California, West Coast on Tsunami Watch
The latest message (1:45 a.m. PST) from the West Coast and Alaska Tsunami Warning Center: A tsunami warning is now in effect from Point Concepcion, on the lower Central California coast, all the way to the mouth of the Columbia River on the Oregon-Washington coast.
Advisory from West Coast and Alaska Tsunami Warning Center
Michael Burgy of the West Coast and Alaska Tsunami Warning Center in Palmer, Alaska, says that the entire Pacific Coast of the United States and Canada,from southeastern Alaska through Southern California, is on a tsunami watch. on a watch right now.
The duration of the advisory in California is unclear, Burgy says, as the center studies how fast the wave is traveling. He said it’s expected to reach the first of tsunami monitoring shore station, in the outer Aleutian Islands, at about 1:30 a.m. PST.
Here’s the text of the West Coast and Alaska center’s latest message:
The Tsunami Advisory continues in effect for the coastal areas of Alaska from Chignik Bay, Alaska to Attu, Alaska.
The Tsunami Watch continues in effect for the coastal areas of California, Oregon, Washington, British Columbia and Alaska from the California-Mexico border to Chignik Bay, Alaska.
A Tsunami Advisory means that a tsunami capable of producing strong currents or waves dangerous to persons in or very near the water is expected. Significant, widespread inundation is not expected for areas under an advisory. Currents may be hazardous to swimmers, boats, and coastal structures and may continue for several hours after the initial wave arrival.
A Tsunami Watch means that all coastal residents in the watch area should prepare for possible evacuation. A tsunami watch is issued to areas which will not be immediately impacted by the tsunami. Watch areas will either be upgraded to warning or advisory status, or canceled.
At 9:46 PM Pacific Standard Time on March 10, an earthquake with preliminary magnitude 8.8 occurred near the east coast of Honshu, Japan . (Refer to the United States Geological Survey for official earthquake parameters.) This earthquake has generated a tsunami which could cause damage to coastal regions in a warning or advisory. The waves are expected to first reach Shemya, Alaska at 12:13 AM AKST on March 11. Estimated tsunami arrival times and maps along with safety rules and other information can be found on the WCATWC web site.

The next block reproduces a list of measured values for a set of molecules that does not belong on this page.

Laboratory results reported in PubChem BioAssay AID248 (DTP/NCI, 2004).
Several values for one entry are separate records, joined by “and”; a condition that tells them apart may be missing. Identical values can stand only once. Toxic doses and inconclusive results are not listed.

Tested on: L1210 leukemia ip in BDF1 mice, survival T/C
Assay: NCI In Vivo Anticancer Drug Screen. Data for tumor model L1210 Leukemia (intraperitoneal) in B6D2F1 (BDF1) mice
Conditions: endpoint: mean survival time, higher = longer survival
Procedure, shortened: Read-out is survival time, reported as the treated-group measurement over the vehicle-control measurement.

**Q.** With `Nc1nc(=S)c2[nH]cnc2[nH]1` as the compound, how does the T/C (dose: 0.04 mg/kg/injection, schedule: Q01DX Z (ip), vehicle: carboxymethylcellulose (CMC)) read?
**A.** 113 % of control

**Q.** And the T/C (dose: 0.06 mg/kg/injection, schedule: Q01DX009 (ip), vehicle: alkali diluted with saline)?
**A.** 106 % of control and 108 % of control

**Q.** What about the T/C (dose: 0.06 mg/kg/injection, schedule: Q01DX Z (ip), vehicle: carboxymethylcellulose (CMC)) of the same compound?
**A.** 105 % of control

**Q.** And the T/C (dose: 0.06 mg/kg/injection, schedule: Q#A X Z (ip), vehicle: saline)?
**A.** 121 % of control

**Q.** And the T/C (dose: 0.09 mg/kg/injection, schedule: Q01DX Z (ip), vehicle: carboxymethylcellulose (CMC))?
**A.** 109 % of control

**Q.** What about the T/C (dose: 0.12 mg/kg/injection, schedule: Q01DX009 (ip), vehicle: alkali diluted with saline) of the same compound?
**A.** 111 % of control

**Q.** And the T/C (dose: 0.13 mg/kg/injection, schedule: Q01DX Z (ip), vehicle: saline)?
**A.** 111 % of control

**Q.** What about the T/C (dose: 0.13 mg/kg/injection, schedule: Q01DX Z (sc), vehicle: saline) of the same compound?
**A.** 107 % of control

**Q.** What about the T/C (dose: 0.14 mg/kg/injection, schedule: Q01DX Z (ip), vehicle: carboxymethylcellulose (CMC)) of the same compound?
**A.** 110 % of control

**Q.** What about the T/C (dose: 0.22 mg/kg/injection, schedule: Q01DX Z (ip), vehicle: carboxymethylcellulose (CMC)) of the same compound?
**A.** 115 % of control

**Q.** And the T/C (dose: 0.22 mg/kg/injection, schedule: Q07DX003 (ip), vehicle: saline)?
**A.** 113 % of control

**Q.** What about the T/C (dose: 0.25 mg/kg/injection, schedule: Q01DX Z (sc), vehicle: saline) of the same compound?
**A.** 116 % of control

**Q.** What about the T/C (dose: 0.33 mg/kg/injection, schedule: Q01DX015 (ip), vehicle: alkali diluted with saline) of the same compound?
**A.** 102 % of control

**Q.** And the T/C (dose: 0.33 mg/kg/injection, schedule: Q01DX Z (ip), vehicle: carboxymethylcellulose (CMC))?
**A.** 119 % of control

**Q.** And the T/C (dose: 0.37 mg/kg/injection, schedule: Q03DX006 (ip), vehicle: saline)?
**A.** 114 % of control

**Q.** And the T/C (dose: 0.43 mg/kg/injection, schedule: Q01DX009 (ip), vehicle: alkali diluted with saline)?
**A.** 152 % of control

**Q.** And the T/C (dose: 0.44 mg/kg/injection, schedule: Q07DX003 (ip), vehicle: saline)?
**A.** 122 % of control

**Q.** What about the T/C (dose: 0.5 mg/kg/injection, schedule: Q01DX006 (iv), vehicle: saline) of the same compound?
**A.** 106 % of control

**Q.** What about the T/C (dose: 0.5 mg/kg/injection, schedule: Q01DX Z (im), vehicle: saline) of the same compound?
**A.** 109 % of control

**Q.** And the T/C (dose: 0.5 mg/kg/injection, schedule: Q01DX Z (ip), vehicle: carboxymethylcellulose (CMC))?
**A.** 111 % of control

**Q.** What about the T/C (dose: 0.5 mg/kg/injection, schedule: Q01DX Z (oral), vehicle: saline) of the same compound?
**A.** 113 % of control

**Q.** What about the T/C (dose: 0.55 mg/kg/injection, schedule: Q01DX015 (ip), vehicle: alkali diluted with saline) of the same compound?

Meantime, Hawaii is facing a full-on tsunami warning with an estimated arrival of a first wave at 2:59 a.m. local time (4:59 a.m. PST). Here’s the message from the Pacific Tsunami Warning Center in Honolulu:
A TSUNAMI HAS BEEN GENERATED THAT COULD CAUSE DAMAGE ALONG COASTLINES OF ALL ISLANDS IN THE STATE OF HAWAII. URGENT ACTION SHOULD BE TAKEN TO PROTECT LIVES AND PROPERTY.
A TSUNAMI IS A SERIES OF LONG OCEAN WAVES. EACH INDIVIDUAL WAVE
CREST CAN LAST 5 TO 15 MINUTES OR MORE AND EXTENSIVELY FLOOD
COASTAL AREAS. THE DANGER CAN CONTINUE FOR MANY HOURS AFTER THE INITIAL WAVE AS SUBSEQUENT WAVES ARRIVE. TSUNAMI WAVE HEIGHTS
CANNOT BE PREDICTED AND THE FIRST WAVE MAY NOT BE THE LARGEST.
TSUNAMI WAVES EFFICIENTLY WRAP AROUND ISLANDS. ALL SHORES ARE AT
RISK NO MATTER WHICH DIRECTION THEY FACE. THE TROUGH OF A TSUNAMI WAVE MAY TEMPORARILY EXPOSE THE SEAFLOOR BUT THE AREA WILL QUICKLY FLOOD AGAIN. EXTREMELY STRONG AND UNUSUAL NEARSHORE CURRENTS CAN ACCOMPANY A TSUNAMI. DEBRIS PICKED UP AND CARRIED BY A TSUNAMI AMPLIFIES ITS DESTRUCTIVE POWER. SIMULTANEOUS HIGH TIDES OR HIGH SURF CAN SIGNIFICANTLY INCREASE THE TSUNAMI HAZARD. THE ESTIMATED ARRIVAL TIME IN HAWAII OF THE FIRST TSUNAMI WAVE IS 0259 AM HST FRI 11 MAR 2011